Lack of dairy-based fat in human diet may lead to prediabetes, dolphin study suggests

By Hal Conick

- Last updated on GMT

A study of dolphins found that a fat, common in butter and other dairy, may help reverse prediabetes.
A study of dolphins found that a fat, common in butter and other dairy, may help reverse prediabetes.

Related tags Nutrition

Heptadecanoic acid, a saturated fat found in dairy products, may actually help stop prediabetes in its tracks, says a National Marine Mammal Foundation study.

The study, published in PLOS One,​ looked at this fatty acid from the scope of bottlenose dolphins.

It said these mammals can readily switch in and out of diabetic states and can, even in the wild, develop metabolic syndrome (known as prediabetes in humans).

Lead author, Dr Stephanie Venn-Watson, director of NMMF’s Translational Medicine and Research Program​, said they wanted to better understand the driver for metabolic syndrome in the animal.

Researchers looked at their diet, which consists mainly of fish, by starting with the fatty acid blood levels in 49 dolphins.

“We were surprised to find that among the 55 fatty acids studied, the saturated fat heptadecanoic acid appeared to have had the most beneficial impact on dolphin metabolism,”​ said Venn-Watson, adding that some fish had high levels of heptadecanoic acid, while others don’t have any at all. “Dolphins with higher levels of heptadecanoic acid in their blood had lower insulin and triglycerides.”

This acid, also known as margaric acid (C170:0), can be found in dairy fat (especially butter, but also whole milk and yogurt), rye and some fish.

A new diet can be life changing

NMMF found that six of the 49 dolphins studied began with low heptadecanoic acid levels.

They were fed fish with high levels of the fat and the elements of metabolic syndrome, such as insulin, glucose and triglycerides, normalized within about six months.

Why Dolphins?

Why dolphins?

Dolphins have emerged as an important parallel to humans in studies such as these, Venn-Watson said. This is because dolphins and humans share the largest brain among mammals. Much like humans, dolphins have red blood cells that can rapidly transport blood sugar, something that was previously believed to be unique to primates.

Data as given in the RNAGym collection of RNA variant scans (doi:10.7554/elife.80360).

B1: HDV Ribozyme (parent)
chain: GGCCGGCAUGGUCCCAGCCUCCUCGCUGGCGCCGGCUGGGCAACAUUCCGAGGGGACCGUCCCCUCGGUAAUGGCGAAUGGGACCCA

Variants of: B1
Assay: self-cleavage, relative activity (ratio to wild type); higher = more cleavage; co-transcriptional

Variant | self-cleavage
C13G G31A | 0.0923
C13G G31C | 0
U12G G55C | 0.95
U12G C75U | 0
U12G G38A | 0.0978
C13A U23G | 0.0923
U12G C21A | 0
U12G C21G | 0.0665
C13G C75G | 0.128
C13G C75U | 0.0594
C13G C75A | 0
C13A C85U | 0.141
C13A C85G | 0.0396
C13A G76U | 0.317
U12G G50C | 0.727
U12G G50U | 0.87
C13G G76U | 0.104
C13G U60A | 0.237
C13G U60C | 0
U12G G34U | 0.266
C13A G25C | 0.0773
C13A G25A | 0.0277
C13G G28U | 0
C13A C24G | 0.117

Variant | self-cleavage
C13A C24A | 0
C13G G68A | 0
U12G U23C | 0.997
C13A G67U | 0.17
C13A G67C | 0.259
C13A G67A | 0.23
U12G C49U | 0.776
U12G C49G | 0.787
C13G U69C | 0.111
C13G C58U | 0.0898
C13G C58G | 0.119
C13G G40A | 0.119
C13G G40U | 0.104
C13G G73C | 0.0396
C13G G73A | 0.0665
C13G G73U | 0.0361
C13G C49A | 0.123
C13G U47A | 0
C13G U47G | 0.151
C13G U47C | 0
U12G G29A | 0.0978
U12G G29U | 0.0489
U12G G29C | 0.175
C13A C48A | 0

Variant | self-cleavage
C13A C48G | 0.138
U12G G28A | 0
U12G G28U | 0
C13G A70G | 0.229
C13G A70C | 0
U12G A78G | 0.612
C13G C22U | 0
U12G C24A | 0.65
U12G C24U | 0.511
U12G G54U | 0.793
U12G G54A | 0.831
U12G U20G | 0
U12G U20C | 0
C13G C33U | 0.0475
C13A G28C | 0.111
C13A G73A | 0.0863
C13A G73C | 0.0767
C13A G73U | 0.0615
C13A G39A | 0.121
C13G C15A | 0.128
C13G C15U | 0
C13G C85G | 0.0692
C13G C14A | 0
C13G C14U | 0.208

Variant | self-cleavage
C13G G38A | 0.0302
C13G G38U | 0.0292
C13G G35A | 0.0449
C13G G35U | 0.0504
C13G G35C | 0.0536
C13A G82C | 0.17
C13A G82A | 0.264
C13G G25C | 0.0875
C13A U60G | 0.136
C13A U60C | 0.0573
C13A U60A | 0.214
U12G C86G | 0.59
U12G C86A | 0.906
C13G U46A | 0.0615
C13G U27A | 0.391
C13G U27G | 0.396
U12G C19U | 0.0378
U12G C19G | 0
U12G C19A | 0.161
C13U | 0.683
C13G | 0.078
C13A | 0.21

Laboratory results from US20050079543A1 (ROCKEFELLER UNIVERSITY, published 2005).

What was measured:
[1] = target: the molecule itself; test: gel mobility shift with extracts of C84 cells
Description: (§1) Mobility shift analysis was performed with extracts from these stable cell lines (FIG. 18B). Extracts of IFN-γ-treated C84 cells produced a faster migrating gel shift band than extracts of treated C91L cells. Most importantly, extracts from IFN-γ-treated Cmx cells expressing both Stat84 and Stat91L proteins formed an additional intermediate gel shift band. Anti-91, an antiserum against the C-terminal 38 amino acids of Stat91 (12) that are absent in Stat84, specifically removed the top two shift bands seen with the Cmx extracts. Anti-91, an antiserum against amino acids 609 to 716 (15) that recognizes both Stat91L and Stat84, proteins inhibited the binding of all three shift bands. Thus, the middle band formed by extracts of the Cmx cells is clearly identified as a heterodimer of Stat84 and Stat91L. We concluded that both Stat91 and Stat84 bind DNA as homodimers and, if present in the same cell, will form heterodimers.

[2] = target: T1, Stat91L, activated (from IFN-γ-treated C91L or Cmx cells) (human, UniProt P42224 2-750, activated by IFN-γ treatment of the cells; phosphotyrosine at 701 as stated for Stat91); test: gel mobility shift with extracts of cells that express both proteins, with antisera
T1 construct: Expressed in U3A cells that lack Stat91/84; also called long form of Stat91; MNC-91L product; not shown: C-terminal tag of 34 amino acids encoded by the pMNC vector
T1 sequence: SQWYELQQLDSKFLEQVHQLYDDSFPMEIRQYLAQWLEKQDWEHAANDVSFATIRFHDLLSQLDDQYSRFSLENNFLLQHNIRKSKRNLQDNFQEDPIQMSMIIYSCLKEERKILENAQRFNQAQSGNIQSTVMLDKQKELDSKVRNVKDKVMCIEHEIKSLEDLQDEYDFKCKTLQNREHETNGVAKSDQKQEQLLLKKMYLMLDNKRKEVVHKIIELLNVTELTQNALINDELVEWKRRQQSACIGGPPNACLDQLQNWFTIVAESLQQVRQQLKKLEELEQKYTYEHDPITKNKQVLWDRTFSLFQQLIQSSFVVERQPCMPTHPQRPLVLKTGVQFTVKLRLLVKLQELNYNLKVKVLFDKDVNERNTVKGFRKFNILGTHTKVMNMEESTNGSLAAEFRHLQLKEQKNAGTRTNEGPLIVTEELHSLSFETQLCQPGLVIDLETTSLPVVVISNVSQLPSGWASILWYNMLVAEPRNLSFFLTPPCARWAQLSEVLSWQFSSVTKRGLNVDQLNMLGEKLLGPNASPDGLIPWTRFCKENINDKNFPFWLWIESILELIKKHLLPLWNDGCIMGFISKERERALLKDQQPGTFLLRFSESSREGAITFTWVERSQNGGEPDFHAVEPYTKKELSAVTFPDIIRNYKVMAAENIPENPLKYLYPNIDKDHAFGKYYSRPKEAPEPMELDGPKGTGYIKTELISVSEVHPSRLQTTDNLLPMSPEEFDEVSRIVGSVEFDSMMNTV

“Our brains —regardless of what we eat—use glucose, or sugar, to function,” ​ according to Venn-Watson. “We both have large brains. We have both adapted tricks to ensure we keep getting same amount of sugar to our large brains.”

Venn-Watson said the reversal of high ferritin, an intracellular protein that helps store and release iron, was very surprising, as this is oftentimes a forerunner to metabolic syndrome. Dolphins put on the higher-fat diet saw their levels normalize in three weeks.

“We hypothesize that widespread movement away from whole fat dairy products in human populations may have created unanticipated heptadecanoic acid deficiencies, and, in turn, this dietary deficiency may be playing a role in the global diabetes pandemic,”​ said Venn-Watson.  

She told that ferritin is important because if a person has a ferritin level that is too high, there is an increased risk of diabetes.

What’s next for fat?

With more than 86 million people, or one in every three adults, having prediabetes, according to the US Centers for Disease Control (CDC), these findings may shine a light on just how important dairy fat can be in the human diet.

Now that the study is complete, NMMF will partner with children’s hospitals to see if children with metabolic syndrome and diabetes have low levels of heptadecanoic acid levels.

It will also look to how changes in climate and the ocean prey may impact the diets of dolphins, causing the lowering of heptadecanoic acid levels as observed in this study.

The 2015 Dietary Guidelines for Americans​, which appeared in the June 23/30 issue of the Journal of the American Medical Association, abandoned restrictions on dietary fat for the first time since 1980.

“There’s definitely a rising tide with regard to dietary cholesterol and fats,”​ Venn-Watson told

“This study is part of that. This increases the likelihood that changes will be made faster, perhaps within the next 5 years, because we’re not alone in our research … There may be good saturated fats and bad saturated fats. It’s about figuring it outs instead of saying ‘no saturated fat at all,’ figuring out which might help metabolism and which are less beneficial.”

Source PLOS One

Published in DOI: 10.1371/journal.pone.0132117

Increased Dietary Intake of Saturated Fatty Acid Heptadecanoic Acid (C17:0) Associated with Decreasing Ferritin and Alleviated Metabolic Syndrome in Dolphins

Authors:  S. Venn-Watson, C. Parry, M. Baird, S. Stevenson, K. Carlin, R. Daniels, C. Smith, R. Jones, R. Wells, S. Ridgway, E. Jensen

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